The rise and fall of the opinion poll

Election polling has had some high-profile disasters in recent years. Sometimes it might be the ideology of the polls. In the 2012 US presidential election, Republican strategist Karl Rove, appearing on the Fox News election night special claimed that Mitt Romney would become the 45th president of the USA in a landslide. They got it horribly wrong – the election wasn’t even close. President Barack Obama was elected to a second term, with the national popular vote percentage being 51.1% to 47.2%, and the Electoral College vote being 332 to 206, for Obama and Romney, respectively. Rove and fellow Fox pundit Dick Morris had been persuaded by the numbers their pollsters had been giving them for weeks, showing a clear Romney lead. Those numbers were wrong, and they remained wrong right up until election night. Polls in Israel seriously underestimated Prime Minister Benjamin Netanyahu’s strength. He is quoted as saying: “I always lose the election in the polls, and I always win it on election day.” But, it is the U.K. example which has been the most flagrant in recent years. Pollsters predicted a close election only to see the Conservatives win easily. Polls are now as untrustworthy as the politicians whose popularity they measure. How did it come to this?

The first opinion poll was carried out in Delaware on July 24th 1824. It was conducted to predict the result of the US presidential election contest between Andrew Jackson and John Quincy Adams, and it predicted a Jackson win. It was wrong. The man most associated with is history is George Gallup, whose company, founded in 1935, is still going today. Gallup actually wanted to work in journalism; his goal was to become a newspaper editor. But when he was at university there was no journalism course, so he studied psychology instead, finally obtaining a PhD. He then set about measuring American public opinion. Initially he was not interested in elections. However, there was a significant credibility gap. How could he show that his surveys were accurate? He needed an activity where his results would be tested. He started asking people their voting intentions so that he could then predict an election. This was to prove extremely popular – people just loved these predictions. What began as a stunt to promote his real business just took off.

Gallup’s great triumph was in the 1936 U.S. presidential election. With a sample of 50,000 voters, Gallup’s organisation correctly predicted Franklin Roosevelt’s victory over Alf Landon. This was in contrast with Literary Digest, whose poll of over two million returned questionnaires predicted that Landon would be the winner. In polling it is quality not quantity. Gallup went further. Using a random sample smaller than theirs, but chosen with the same methodology, he was also able to correctly predict the results of the Literary Digest poll. The Literary Digest people had made heavy use of telephone directories. The trouble was that those whose names were included were not a random sample. They were disproportionately well-off voters, the type of people who hated the New Deal and saw FDR as a class traitor.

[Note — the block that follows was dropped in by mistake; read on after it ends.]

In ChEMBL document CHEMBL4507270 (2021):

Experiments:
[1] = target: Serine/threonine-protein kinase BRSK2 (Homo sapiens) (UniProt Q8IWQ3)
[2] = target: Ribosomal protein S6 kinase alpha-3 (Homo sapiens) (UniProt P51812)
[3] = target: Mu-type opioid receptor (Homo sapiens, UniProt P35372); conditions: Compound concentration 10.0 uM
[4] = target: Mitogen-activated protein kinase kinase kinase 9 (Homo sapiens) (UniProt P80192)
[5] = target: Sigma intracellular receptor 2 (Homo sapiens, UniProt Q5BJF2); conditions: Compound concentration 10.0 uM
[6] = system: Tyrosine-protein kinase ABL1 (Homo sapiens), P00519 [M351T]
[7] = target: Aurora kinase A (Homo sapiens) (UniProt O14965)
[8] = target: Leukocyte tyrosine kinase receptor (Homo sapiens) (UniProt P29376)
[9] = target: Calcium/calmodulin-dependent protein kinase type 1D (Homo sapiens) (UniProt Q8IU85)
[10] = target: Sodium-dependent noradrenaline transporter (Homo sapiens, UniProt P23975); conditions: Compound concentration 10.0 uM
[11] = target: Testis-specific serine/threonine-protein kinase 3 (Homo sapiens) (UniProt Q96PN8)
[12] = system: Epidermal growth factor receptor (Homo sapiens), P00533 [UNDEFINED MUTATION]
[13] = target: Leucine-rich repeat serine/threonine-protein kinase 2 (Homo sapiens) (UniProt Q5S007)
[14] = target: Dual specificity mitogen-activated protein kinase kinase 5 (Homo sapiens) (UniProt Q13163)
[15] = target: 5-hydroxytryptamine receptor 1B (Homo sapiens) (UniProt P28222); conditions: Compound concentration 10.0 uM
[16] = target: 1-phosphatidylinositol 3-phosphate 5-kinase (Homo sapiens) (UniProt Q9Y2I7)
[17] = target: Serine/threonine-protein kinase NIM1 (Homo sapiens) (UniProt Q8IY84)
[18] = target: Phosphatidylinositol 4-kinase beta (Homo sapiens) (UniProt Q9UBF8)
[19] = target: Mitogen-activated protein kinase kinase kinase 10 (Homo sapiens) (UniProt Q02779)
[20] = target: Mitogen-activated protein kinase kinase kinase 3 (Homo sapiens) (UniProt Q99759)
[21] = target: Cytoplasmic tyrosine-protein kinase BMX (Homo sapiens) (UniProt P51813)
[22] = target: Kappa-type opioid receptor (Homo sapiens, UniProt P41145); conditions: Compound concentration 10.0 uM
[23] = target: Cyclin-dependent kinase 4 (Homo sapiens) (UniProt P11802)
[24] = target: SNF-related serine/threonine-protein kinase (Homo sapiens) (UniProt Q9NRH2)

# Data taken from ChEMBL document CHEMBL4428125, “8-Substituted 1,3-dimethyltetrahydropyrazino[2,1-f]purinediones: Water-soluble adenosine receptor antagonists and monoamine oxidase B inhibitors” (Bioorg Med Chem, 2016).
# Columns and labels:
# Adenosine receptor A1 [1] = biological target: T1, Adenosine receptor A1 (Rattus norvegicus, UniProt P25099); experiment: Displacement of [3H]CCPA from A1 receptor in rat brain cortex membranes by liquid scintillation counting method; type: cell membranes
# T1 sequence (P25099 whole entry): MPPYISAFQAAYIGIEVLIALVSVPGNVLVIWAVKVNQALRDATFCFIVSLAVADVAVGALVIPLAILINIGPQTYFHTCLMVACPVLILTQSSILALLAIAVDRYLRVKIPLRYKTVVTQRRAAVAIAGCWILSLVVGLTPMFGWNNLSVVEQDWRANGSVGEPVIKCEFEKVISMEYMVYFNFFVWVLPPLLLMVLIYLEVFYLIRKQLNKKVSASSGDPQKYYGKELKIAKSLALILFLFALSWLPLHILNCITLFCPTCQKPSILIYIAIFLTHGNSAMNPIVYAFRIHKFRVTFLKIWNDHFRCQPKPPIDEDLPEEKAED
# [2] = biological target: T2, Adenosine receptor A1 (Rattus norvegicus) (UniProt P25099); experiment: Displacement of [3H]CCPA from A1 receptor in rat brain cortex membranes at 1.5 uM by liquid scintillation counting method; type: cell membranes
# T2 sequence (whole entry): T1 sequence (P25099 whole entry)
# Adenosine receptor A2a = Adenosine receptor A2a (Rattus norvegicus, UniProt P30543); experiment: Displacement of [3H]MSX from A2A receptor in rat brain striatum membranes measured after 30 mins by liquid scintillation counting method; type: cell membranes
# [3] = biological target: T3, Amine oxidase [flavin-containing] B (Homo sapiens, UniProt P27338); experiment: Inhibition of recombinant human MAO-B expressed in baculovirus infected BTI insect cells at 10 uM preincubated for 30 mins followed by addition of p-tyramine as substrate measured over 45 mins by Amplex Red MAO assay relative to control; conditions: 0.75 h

When public opinion survey research started in the 1930s, the response rate was well above 90%. People were less jaded and cynical about the political process. It was like a civic duty and there was the novelty factor. Someone would come to your door to talk about politics fro 45 minutes. Now in age of greater cynicism, information overload, the decline of landlines, robocalls and the rise of mass marketing the figure is around 10%.

This has important implications for polling accuracy. The characteristics of who agree to be interviewed may be markedly different from those who refuse. Some households use mobile phones only and have no landline. This tends to disproportionately include minorities and younger voters and occurs more frequently in metropolitan areas. These are just a couple of examples of the biases that can skew results. Another factor is known as response bias. This is how responses do not always reflect what the voters think. This may be down to unscrupulous pollsters trying to produce a certain result. But it might also be the respondents who are deliberately lying. This could be to screw the system or they may feel embarrassed to admit who they are voting for. In U.K. elections we talk about the Shy Tory Factor, in which Conservative supporters are reluctant to reveal their preference for the Nasty Party. The wording and order of the questions is also vital as was satirised in the Yes Prime Minister video.

Pollsters do now seem to be facing a crisis. They are now competing with data analysts. As I pointed out in the introduction, they have had a number of cock-ups in recent years. If they keep making wrong calls, the public will stop taking notice. They are up against the growth of Big Data. The star of the prognosticators at the 2012 U.S. presidential elections was Nate Silver. Curiously, he never conducted a single poll himself. Instead, what he did was aggregate the data from existing polls and other sources and put it through his own analysis to come up with his predictions. Silver and his team must have done something right; they correctly predicted the winner of all 50 states and the District of Columbia. Is this the end for traditional pollsters? We shall see. But I think opinion polls, love them or hate them, will continue to play a massive role in our elections.

 

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One Response to The rise and fall of the opinion poll

  1. Alberto says:

    Congrats for the post.

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